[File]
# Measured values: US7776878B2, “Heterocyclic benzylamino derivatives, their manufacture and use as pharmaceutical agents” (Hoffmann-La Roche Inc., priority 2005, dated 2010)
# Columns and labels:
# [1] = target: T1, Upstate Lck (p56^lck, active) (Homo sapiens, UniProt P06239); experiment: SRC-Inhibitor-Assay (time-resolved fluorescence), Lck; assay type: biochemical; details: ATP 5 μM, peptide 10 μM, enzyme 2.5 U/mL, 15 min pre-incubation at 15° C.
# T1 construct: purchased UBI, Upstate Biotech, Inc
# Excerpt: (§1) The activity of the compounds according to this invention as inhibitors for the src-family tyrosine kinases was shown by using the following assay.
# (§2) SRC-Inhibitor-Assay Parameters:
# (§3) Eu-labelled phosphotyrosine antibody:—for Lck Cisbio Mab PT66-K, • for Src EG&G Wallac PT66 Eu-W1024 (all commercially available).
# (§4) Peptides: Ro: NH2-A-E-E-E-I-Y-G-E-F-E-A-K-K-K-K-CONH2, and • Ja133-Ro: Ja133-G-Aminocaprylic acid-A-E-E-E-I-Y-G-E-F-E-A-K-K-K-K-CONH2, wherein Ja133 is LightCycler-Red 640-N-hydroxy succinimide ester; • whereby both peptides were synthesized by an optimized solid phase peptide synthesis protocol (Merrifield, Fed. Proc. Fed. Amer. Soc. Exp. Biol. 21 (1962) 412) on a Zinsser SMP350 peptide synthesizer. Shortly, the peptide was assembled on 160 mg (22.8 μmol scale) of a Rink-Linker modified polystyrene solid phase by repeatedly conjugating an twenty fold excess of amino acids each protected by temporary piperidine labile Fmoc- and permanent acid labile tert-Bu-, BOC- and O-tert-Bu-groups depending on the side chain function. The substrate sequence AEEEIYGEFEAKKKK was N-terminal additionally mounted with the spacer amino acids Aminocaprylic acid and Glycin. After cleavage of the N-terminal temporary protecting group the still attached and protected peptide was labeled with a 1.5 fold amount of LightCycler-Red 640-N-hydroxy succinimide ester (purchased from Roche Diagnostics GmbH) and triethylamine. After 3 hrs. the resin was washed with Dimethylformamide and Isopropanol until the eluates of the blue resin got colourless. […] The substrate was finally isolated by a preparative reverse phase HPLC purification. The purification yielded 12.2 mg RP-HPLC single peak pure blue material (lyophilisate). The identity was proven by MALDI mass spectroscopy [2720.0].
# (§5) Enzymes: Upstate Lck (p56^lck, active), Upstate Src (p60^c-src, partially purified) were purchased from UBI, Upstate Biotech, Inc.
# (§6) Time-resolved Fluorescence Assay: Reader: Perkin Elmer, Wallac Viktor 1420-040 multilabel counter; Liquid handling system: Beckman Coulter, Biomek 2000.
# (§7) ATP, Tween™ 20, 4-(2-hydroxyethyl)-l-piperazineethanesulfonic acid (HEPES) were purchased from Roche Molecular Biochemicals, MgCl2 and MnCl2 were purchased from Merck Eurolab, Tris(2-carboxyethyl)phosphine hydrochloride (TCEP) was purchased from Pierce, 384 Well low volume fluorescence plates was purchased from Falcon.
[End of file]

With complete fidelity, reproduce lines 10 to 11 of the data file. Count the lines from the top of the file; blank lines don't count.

# (§6) Time-resolved Fluorescence Assay: Reader: Perkin Elmer, Wallac Viktor 1420-040 multilabel counter; Liquid handling system: Beckman Coulter, Biomek 2000.
# (§7) ATP, Tween™ 20, 4-(2-hydroxyethyl)-l-piperazineethanesulfonic acid (HEPES) were purchased from Roche Molecular Biochemicals, MgCl2 and MnCl2 were purchased from Merck Eurolab, Tris(2-carboxyethyl)phosphine hydrochloride (TCEP) was purchased from Pierce, 384 Well low volume fluorescence plates was purchased from Falcon.